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game image by Al Thumm, from Music for Strings and iThings game image by Al Thumm, from Music for Strings and iThings
It’s inevitable that experimental music embraces the latest technological developments and that the expansion of art forms to provide ever-increasing audience engagement is also a characteristic of contemporary culture. Now 15 years old, Adelaide’s Zephyr Quartet has built its considerable reputation on innovative programming and collaboration with the widest variety of composers and performers. Music for Strings and iThings is a concert of experimental music that radically challenges the way we think about music and performance and about the pervasive and seductive influence of new technologies.

Zephyr Artistic Director Hilary Kleinig’s composition, For those who’ve come across the seas, epitomises the use of technology in this concert and the capacity of musical performance to raise political awareness. Kleinig’s wistfully evocative piece for string quartet and smart-phone choir is a personal response to media reports concerning Australia’s treatment of asylum seekers. Combining fragments of recordings of Kyrie Eleison settings from the traditional mass, the Morse code signal for SOS and the national anthem, and performed with a video showing the empty, endlessly rolling sea, the work is already conceptually powerful. But rather than passively absorbing the music, each audience member participates not by singing but by downloading and playing out loud on their phone one of three pieces of pre-recorded music, the combined sound of which forms a three-part accompaniment to the quartet’s playing. The audience thus implicitly enjoins Kleinig’s response, and the work demonstrates the potential of the phone for crowd communication and spontaneous action in any setting, musical or otherwise.

Zephyr invited several composers to try out ideas in response to the concert’s technological theme. Brendan Woithe’s Breath involves the quartet playing a notated work out of sight behind a screen, while Woithe sits at a laptop before the audience. The quartet is miked but can only be heard when the audience makes sounds and thereby triggers the necessary amplification. The audience thus unconsciously activates the music, a subtle weave of long, delicate tones. Interaction is also central to Luke Harrald’s Distant Front (2012), written for string quartet and a laptop programmed to respond to the quartet as it plays. Inspired by painter Fred Williams’ landscapes and the dry South Australian countryside, Distant Front was commissioned by the Art Gallery of South Australia to accompany its Williams retrospective. There is some fine writing for strings, evoking the stillness of outback summer heat followed by soothing rain.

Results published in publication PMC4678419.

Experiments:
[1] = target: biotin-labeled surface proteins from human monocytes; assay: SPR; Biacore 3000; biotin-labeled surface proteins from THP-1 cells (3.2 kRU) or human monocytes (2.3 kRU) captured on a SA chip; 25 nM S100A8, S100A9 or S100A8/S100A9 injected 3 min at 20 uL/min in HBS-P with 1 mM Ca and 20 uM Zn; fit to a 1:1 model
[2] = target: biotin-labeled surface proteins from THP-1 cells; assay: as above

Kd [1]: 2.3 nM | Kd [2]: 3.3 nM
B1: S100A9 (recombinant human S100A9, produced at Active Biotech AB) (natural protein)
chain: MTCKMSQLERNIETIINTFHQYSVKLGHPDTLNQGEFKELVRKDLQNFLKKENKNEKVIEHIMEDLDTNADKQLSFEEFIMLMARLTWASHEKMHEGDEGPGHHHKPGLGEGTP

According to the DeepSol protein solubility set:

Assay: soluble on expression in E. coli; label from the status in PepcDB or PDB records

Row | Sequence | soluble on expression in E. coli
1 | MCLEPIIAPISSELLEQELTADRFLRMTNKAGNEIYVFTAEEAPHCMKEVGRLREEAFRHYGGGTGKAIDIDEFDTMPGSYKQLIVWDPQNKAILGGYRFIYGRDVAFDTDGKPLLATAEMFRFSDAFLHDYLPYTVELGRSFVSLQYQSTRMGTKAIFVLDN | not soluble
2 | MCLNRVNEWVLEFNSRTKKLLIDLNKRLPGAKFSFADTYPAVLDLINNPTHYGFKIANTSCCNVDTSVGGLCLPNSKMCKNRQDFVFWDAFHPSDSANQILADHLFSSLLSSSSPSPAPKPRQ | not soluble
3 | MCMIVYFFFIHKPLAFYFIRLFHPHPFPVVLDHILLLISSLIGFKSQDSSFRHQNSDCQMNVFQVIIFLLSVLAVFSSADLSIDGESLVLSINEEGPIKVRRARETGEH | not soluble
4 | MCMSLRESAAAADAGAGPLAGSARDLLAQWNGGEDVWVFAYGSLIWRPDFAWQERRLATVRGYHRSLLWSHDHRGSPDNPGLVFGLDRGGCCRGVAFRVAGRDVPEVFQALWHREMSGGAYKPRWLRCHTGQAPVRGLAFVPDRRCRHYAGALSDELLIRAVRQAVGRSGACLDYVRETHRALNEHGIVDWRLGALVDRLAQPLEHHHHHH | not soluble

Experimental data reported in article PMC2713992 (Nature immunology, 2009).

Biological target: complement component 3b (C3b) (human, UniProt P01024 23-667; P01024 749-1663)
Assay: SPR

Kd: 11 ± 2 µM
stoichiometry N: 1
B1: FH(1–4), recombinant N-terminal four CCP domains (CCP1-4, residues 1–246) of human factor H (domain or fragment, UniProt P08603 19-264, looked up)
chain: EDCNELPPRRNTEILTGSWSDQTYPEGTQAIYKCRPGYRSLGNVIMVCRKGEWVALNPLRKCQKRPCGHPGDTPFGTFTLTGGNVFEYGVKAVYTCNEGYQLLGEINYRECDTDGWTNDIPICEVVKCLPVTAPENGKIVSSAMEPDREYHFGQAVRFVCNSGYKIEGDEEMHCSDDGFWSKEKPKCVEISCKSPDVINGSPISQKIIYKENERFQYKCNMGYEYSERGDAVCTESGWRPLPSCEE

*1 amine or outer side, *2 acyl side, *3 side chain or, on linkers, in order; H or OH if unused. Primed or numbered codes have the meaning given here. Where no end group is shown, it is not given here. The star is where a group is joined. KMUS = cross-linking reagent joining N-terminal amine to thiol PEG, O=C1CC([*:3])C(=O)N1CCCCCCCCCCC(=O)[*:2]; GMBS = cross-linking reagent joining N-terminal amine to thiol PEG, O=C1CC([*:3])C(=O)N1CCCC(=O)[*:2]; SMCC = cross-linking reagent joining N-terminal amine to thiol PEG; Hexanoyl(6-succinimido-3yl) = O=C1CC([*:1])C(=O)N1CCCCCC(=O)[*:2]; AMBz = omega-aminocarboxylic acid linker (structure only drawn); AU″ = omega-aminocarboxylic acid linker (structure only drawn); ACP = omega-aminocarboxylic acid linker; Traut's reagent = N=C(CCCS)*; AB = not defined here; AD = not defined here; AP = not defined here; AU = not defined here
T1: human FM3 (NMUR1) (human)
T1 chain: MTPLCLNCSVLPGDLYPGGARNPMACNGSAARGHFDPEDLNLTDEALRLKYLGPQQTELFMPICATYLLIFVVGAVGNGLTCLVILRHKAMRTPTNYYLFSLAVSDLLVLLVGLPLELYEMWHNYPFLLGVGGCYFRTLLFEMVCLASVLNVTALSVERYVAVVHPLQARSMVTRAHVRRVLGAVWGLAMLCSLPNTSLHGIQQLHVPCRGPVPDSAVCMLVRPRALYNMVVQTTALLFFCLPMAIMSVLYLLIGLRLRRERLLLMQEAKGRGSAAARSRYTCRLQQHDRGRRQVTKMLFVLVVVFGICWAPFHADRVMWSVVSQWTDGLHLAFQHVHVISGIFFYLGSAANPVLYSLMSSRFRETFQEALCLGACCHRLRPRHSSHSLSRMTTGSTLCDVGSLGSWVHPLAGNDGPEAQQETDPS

Cat Hope’s composition Wall Drawing, inspired by the serial art of US conceptual artist Sol LeWitt, is a graphic score, scrolling across a projection screen, a device visually and conceptually reminiscent of LeWitt’s work and his ideas on narrative. Accompanied by a Theremin, the quartet transforms the visual into the audible while the audience also sees the score projected on a screen as a visual artwork. Composer and graphic designer Al Thumm takes this idea a step further with his Chameleon Wake for string quartet and video game, with Thumm at the laptop. The quartet responds to his collaged, animated illustrations of the Australian landscape and its fauna scrolling across the screen, producing some highly surreal effects. The game is an active graphic score, adding another dimension to the performance.

VoiceROM (Dylan Marshall and Jarrad Payne) concluded the evening with Falconwood Pinblock, a composition again involving the audience reproducing sound over their smart phones while directed from the stage, together with the quartet and a sampler. (The pinblock, that part of a piano frame holding the tuning pins in place, is made of hardwoods such as falconwood—perhaps the title is a metaphor for the foundations of instrumental music.) As with Kleinig’s composition, the audience does not all come in on tempo, resulting in a somewhat chaotic sound. But musical perfection is not the point, rather it is group consciousness and participation through electronic connection, which can indeed be chaotic.

Music for Strings and iThings is highly experimental music. The involvement of the audience through smart phones and the interactive play with a gamer both push notions of composer, performer and musical reception beyond limits. While not always impressive musically, these works are conceptually radical and developmentally significant. Zephyr’s relentless quest for musical and compositional originality and their work with diverse collaborators continues to position them at the forefront of innovation, involving in this concert appropriation, field recording, live processing, pre-processed sound, visual art, aleatoric elements and directed and spontaneous audience participation. The concert is perhaps a wry commentary on the way in which new technologies have invaded our lives and come to dominate communication and thought processes, but it also demonstrates the way in which contemporary culture can condense so many sonic, musical and cultural traditions and ideas into a new paradigm.


Zephyr Quartet and collaborators, Music for Strings and iThings, ABC Studio 520, Adelaide, 15 Nov, 2014

RealTime issue #125 Feb-March 2015 pg. 42

© Chris Reid; for permission to reproduce apply to realtime@realtimearts.net

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